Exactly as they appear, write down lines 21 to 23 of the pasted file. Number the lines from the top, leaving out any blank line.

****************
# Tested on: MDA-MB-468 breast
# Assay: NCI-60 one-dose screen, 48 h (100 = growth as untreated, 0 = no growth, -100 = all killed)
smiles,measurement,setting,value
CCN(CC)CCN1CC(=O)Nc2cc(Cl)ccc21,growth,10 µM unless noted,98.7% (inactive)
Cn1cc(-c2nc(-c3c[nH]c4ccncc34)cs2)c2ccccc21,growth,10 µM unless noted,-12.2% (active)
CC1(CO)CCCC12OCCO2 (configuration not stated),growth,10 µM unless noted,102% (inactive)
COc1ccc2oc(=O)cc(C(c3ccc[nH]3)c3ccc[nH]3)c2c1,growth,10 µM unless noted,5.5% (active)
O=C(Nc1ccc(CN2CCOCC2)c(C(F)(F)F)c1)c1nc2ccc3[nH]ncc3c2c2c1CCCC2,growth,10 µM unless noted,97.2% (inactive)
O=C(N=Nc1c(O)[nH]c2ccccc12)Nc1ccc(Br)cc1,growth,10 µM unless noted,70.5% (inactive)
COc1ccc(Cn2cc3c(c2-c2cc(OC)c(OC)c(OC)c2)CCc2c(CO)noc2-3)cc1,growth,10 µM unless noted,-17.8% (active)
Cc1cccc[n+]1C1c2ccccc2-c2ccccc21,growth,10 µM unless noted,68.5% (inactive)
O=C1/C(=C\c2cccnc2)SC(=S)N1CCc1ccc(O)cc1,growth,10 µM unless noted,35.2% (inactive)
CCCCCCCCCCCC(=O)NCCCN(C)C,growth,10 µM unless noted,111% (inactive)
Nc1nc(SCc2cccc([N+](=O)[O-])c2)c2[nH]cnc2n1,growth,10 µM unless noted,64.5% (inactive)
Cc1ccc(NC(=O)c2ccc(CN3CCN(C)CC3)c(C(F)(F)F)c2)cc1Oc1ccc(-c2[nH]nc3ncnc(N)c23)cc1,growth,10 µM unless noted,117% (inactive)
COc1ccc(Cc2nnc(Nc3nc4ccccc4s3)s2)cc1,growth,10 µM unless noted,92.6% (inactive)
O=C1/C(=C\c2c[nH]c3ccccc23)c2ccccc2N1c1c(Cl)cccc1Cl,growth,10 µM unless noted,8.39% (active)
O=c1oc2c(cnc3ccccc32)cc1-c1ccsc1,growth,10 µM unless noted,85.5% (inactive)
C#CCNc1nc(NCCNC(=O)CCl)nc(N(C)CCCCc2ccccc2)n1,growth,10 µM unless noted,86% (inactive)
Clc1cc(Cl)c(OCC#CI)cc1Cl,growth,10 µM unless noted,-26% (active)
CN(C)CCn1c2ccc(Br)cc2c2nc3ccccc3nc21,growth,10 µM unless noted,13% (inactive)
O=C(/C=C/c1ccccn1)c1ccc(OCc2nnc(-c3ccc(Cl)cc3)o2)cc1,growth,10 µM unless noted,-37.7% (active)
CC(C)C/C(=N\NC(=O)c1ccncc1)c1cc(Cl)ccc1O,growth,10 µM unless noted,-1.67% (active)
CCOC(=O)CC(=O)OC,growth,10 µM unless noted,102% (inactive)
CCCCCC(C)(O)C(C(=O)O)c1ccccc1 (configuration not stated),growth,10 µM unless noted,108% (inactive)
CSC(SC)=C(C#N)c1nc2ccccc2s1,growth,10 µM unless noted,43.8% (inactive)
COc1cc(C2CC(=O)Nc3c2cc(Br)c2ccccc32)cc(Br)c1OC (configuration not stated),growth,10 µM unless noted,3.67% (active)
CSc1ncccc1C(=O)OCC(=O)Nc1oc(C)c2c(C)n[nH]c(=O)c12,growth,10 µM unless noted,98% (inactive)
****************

CN(C)CCn1c2ccc(Br)cc2c2nc3ccccc3nc21,growth,10 µM unless noted,13% (inactive)
O=C(/C=C/c1ccccn1)c1ccc(OCc2nnc(-c3ccc(Cl)cc3)o2)cc1,growth,10 µM unless noted,-37.7% (active)
CC(C)C/C(=N\NC(=O)c1ccncc1)c1cc(Cl)ccc1O,growth,10 µM unless noted,-1.67% (active)